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Ukraine Firm Denies Responsibility For NotPetya Cyber Attack

Sam Pudwell joined Silicon UK as a reporter in December 2016. As well as being the resident Cloud aficionado, he covers areas such as cyber security, government IT and sports technology, with the aim of going to as many events as possible.

‘It wasn’t us guv,’ claim Ukrainian creators of suspected software

A family-run Ukrainian firm has denied any responsibility for last month’s ransomware attack that originated in the Ukraine before spreading around the world.

Dubbed ‘NotPetya by security experts due to its similarities to the previously-detected Petya ransomware, the virus impacted the computer systems of several high-profile companies in multiple different industries.

Investigators are still working to determine the exact origin and perpetrators of the attack but, speaking to Reuters, the father and daughter who run Intellect Service in the Ukraine have said it was nothing to do with them.

NotPetya

NotPetya attack

Various security companies investigating the attack have suggested that the tax software programme developed by Intellect Service was the source of some of the initial infections.

They claim the ransomware was spread to customers of the M.E.Doc software, known to be Ukraine’s most popular accounting tool, via an update, a ploy which would have enabled the hackers to target hundreds of companies in one go.

But Sergei and Olesya Linnik, the team behind the software, have said there is no evidence of any such infection occurring: “What has been established in these days, when no one slept and only worked? We studied and analysed our product for signs of hacking – it is not infected with a virus and everything is fine, it is safe,” said Olesya.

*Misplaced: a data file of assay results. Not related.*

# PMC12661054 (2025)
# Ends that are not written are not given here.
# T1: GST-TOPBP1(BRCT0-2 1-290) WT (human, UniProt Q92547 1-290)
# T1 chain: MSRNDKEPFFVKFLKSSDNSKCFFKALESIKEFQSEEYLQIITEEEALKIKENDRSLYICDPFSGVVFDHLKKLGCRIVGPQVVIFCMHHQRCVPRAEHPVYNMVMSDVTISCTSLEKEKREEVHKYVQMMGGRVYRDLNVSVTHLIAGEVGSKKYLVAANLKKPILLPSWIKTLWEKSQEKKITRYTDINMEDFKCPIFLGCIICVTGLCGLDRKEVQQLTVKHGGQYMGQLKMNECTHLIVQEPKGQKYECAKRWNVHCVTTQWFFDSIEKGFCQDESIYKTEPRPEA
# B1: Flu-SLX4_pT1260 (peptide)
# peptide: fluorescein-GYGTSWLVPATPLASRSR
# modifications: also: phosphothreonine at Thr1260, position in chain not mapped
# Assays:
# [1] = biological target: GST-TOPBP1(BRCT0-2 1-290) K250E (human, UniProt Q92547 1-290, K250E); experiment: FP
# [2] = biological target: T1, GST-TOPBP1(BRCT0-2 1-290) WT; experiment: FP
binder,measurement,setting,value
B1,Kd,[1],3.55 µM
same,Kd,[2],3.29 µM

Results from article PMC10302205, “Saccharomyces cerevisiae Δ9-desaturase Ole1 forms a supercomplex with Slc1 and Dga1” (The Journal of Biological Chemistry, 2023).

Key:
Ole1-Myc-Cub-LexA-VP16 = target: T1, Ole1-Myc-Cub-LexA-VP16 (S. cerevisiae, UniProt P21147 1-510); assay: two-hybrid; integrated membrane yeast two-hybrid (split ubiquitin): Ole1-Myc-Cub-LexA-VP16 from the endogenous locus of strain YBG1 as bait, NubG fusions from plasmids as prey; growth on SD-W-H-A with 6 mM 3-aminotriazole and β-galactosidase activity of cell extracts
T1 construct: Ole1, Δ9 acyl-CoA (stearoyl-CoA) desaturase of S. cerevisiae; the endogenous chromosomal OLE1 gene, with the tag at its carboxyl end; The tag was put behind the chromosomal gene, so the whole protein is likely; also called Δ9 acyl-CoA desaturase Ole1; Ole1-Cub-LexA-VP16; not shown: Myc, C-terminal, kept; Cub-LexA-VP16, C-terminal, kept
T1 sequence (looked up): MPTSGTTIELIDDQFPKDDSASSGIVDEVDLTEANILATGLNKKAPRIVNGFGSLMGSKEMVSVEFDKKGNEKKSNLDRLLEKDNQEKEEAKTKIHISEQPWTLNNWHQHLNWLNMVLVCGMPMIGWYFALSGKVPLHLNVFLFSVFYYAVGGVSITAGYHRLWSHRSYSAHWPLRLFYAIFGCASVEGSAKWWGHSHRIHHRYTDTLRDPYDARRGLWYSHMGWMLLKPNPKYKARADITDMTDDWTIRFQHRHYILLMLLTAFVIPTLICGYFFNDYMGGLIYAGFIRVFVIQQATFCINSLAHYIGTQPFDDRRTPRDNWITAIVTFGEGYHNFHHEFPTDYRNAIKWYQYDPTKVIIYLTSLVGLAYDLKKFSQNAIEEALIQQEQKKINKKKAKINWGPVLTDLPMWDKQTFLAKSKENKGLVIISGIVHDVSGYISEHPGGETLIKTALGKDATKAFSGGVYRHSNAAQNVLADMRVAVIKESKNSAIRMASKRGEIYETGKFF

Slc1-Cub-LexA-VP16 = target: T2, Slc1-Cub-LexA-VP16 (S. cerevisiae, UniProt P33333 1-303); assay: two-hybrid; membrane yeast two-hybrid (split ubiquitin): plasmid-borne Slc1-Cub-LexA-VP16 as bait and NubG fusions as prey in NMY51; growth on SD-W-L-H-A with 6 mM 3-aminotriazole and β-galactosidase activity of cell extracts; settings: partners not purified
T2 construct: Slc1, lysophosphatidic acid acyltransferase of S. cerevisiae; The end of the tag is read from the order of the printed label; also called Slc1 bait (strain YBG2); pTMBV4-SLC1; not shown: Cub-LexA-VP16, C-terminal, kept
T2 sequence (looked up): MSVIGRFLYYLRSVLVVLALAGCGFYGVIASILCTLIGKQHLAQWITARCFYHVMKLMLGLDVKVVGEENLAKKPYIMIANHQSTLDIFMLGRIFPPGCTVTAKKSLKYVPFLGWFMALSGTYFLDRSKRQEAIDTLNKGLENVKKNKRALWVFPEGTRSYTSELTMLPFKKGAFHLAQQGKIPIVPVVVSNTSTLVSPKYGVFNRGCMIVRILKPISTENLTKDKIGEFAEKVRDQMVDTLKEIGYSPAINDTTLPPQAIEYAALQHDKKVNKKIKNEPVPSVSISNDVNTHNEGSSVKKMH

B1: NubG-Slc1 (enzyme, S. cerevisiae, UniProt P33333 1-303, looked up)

“The update package, which was sent out long before the virus was spread, we checked it 100 times and everything is fine.”

She added that the company is cooperating with the police to help find the source of the virus before reiterating its innocence: “The cyber police are currently bogged down in the investigation, we gave them the logs of all our servers and there are no traces that our servers spread this virus.”

“M.E.Doc is a transportation product, it delivers documents. But is an email program guilty in the distribution of a virus? Hardly.”

The NotPetya attack came hot on the heels of another global ransomware outbreak in the form of WannaCry, which quickly spread and caused havoc in all corners of the globe.

North Korean hackers have been blamed for the attack, with the only silver lining being that it has firmly pushed the issue of cyber security into public consciousness. 

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